Western Armenia, also referred to as Byzantine Armenia, is a historical and essential part of Armenia. It is composed of monumental and magnificent cities such as Ani, Kars, Van, Bitlis, Mush, Erzurum.
Even though today Western Armenia is technically in Turkey’s territory, Armenians have a unique connection to it. This is where the roots of many Armenians are coming from.
That is why you will never hear the expression eastern Turkey. What you will hear is Western Armenia.
Historically, it was also called Byzantine Armenia. That territory has a long and huge history. Glorious victories, propitious country and Armenian kingdoms were part of the history. Sadly, there were also dark and bloody pages of the history.
During 16-19th centuries, Armenian homeland was divided between Ottoman Armenia (western part) and Persian Armenia (eastern part).
Today’s article is aimed to explore historical past of Western Armenia full of flourishing and prosperous, but at the same time suffering periods.
Let’s recognize the mysterious homeland in which Armenian people lived for thousands of years and the glorious culture that has been left there.
Glorious and Historical Western Armenia
Armenia is a landlocked country in the Transcaucasia region, bordered on the north and east by Georgia and Azerbaijan and on the south and west by Iran and Turkey. The original name of the county was Hayk, later Hayastan, named after the legendary ruler Hayk.
The beginning of the history of Armenian people is considered to accept from 2492 BC, when the ancestor of Armenian nation, Hayk forefather, won Bel, the king of Assyria, achieving independence for his nation.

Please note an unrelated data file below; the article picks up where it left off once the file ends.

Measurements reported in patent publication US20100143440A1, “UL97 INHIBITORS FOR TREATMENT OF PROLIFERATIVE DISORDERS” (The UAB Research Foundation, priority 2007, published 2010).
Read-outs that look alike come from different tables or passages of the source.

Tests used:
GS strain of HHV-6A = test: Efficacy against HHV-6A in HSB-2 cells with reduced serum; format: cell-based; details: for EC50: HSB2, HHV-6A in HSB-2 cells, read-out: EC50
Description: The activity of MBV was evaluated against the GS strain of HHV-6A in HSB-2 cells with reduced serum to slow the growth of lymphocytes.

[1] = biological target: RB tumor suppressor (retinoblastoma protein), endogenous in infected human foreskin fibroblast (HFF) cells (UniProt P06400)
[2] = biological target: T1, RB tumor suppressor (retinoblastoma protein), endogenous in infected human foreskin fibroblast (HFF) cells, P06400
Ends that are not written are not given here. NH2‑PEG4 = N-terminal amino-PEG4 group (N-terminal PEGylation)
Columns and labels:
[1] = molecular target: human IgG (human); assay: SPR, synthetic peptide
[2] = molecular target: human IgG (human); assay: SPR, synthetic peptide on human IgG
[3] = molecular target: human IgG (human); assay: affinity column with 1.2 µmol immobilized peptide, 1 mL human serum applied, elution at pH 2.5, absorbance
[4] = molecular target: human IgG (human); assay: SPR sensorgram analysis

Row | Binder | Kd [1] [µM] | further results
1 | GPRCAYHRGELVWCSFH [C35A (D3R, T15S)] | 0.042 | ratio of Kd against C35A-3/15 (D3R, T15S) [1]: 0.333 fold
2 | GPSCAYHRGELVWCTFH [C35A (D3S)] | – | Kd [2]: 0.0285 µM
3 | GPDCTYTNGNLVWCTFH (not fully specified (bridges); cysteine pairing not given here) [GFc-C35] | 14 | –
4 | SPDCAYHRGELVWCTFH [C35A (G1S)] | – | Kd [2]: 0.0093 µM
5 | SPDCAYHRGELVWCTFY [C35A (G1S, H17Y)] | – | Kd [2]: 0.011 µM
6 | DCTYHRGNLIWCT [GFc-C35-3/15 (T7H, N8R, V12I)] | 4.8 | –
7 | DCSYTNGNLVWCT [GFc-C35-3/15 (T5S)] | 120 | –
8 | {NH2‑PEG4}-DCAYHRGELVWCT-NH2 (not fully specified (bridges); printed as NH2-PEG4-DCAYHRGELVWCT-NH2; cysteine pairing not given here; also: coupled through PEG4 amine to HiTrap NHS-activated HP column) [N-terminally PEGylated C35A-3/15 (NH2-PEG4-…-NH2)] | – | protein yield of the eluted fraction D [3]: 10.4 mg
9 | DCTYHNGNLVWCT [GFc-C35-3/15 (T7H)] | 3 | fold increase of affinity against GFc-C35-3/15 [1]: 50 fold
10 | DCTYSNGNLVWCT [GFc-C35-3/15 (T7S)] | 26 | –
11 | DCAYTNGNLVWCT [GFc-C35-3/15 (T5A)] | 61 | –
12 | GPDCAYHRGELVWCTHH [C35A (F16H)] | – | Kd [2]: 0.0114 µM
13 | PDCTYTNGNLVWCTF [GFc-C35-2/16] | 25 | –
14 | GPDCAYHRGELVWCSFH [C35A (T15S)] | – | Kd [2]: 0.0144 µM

Western Armenia is a conditional designation of western parts of historic Armenia. This territory was ruled by numerous and peculiar Armenian kingdoms, foreign empires and countries.
In 387 AD, after the division of Greater Armenia (in Armenian Mets Hayk) between the Byzantine Empire and Sassanid Persia, around 20% of western parts of Armenian homeland fell under the rule of Byzantine Empire (Upper Armenia or Bardzr Hayq, province of Sophene or Tsopk and part of Aghdznik). This is where the name Byzantine Armenia comes from.
Even when Armenia regained its independence under the rule of Bagratuni kingdom, some parts of Western Armenia continued to remain as part of Byzantium. This situation lasted until the Arab invasions. Later, Western Armenia fell under Ottoman domination, known as Ottoman Armenia.
Western Armenia During Armenian Rule
As we mentioned above during different periods of its existence Western Armenia had been part of various powerful Armenian kingdoms, each of which was original by its specific features.
Here we collected the main information about several Armenian kingdoms, which are worthy to be mentioned, in order to have a general idea about Western Armenian.
The first state in the territory of historic Armenia, which included a large part of the Armenian highlands, was the kingdom of Van. There are different opinions related to this state.
One of the opinions is that Van Kingdom is not Armenian state, although the majority of the state population was consisted of Armenian tribes. Van (Tushpa) was the main city and also the capital of Van kingdom.
The kingdom prospered and developed particularly during the reign of the kings Menua, Argishti I and Sarduri B. They founded numerous cities in Ararat valley such as Erebuni (present-day Yerevan), Argishtikhinili, Teyshebaini.
After the end of Van Kingdom Yervand Sakavakyats established the first Armenian state-Yervanduni Kingdom. All the lands of the highland inhabited by Armenians were united in one state.